Monday, June 25, 2007

Budget support for education

In their budget proposals for 2007-2008, Kenya and Tanzania pledged to boost spending on education and health, while Uganda set aside funds for rehabilitating the conflict-ravaged north, where internally displaced persons (IDPs) are returning to their villages.

Finance ministers of the three countries made the pledges when they simultaneously unveiled their national budgets on 14 June.

Tanzanian Finance Minister Zakia Meghji announced substantial increases in spending on education, health and infrastructure: "Those sectors have a great impact on poverty reduction," said Meghji.

Zakia Meghji (l) meets Brigitte Girardin from France

About 18 percent of the country's budget would be spent on education, 12.8 percent on roads and 10 percent on health, while 6.2 percent would fund agriculture and 5.1 percent will be used on water services.

Challenges to Tanzania's education system include a shortage of teachers and teaching aids at all levels, according to Juma Ngasongwa, the planning, economy and empowerment minister.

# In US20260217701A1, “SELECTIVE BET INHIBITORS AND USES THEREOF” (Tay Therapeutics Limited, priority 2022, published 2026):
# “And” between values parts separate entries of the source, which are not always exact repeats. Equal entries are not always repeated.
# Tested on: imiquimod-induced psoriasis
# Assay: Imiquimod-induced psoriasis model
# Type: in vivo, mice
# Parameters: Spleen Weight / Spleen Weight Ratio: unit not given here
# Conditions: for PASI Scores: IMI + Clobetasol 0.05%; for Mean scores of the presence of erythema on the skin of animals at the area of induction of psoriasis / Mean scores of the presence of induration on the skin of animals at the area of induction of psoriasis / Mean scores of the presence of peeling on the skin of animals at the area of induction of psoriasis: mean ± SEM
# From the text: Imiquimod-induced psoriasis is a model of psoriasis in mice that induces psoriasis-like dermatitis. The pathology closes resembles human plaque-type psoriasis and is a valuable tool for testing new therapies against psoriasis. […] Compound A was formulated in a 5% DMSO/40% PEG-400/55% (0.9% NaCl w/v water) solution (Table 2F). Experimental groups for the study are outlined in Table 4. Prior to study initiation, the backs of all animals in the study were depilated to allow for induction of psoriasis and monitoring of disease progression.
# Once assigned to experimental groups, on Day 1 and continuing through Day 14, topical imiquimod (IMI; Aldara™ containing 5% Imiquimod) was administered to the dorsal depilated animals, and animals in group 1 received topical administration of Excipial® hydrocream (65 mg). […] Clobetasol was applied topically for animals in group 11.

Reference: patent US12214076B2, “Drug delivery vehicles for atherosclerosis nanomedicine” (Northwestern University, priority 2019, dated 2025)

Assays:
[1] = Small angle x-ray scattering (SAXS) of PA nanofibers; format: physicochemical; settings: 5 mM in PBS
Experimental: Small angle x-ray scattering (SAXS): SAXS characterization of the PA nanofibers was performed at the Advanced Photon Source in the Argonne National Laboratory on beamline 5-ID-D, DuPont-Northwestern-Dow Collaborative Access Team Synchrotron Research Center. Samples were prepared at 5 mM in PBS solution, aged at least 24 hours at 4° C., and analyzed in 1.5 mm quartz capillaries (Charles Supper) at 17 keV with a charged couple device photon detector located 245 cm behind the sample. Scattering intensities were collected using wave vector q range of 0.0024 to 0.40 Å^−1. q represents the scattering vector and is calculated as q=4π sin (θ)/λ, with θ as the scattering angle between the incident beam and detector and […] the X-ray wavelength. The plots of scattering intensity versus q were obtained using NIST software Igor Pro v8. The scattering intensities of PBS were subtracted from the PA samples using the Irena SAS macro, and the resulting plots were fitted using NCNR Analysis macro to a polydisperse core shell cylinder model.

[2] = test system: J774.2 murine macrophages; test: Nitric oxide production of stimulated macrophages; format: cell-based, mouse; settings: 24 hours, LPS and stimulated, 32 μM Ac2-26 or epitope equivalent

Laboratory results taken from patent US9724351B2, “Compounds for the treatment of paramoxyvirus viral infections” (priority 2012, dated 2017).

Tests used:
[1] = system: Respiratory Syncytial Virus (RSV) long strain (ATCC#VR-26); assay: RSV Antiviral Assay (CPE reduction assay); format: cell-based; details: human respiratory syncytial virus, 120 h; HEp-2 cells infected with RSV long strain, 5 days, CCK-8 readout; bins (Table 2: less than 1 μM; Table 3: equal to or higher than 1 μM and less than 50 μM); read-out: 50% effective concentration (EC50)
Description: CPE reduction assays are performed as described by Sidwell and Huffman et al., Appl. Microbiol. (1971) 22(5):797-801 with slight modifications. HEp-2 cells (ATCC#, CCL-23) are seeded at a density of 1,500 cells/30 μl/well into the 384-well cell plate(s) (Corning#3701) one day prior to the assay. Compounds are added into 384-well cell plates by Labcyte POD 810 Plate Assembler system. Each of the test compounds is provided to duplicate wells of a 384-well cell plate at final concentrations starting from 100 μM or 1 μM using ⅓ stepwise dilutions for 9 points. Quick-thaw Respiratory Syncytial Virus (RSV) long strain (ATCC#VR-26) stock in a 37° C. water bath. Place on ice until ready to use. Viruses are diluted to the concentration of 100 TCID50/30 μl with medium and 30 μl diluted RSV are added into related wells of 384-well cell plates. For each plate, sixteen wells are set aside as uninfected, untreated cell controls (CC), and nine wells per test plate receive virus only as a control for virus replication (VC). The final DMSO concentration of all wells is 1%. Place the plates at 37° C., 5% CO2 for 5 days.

I have blogged here about the current strains on the Tanzanian education system caused by an extra 2.3 million children flooding into primary schools across the country due to the removal of school fees. This budget shows that Tanzania is trying to manage this transition.

A simple comparison with the NSW State budget shows that NSW spends 24% of its budget on education, and that does not include universities, because they are funded by the Australian Government. NSW spends 28% of its budget on health.

It is great to see that Tanzania is spending more on education, health and infrastructure. But their revenue base is extremely low, even though external grants and concessional financing will contribute 39% of revenue. Their revenue is so tiny that the 18% to be spent on education is ONE HUNDRED TIMES LESS than the amount spent in NSW.

The School of St Jude is a fantastic project that provides essential basic education to bright children from the poorest families. How else are these children to grow up with the skills necessary to help guide Tanzania into the future?

Can you help?

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Dweep said...

Thanks for that update. Its easy to be isolated from what's going on in Africa - even if I want to remain updated.

But I really enjoyed the "Where is East Africa" post. Very useful, and unfortunately, necessary :-)

Gillian said...

Hi Dweep - it's good to hear your interest because it's nice to share this with people like you who want to keep updated.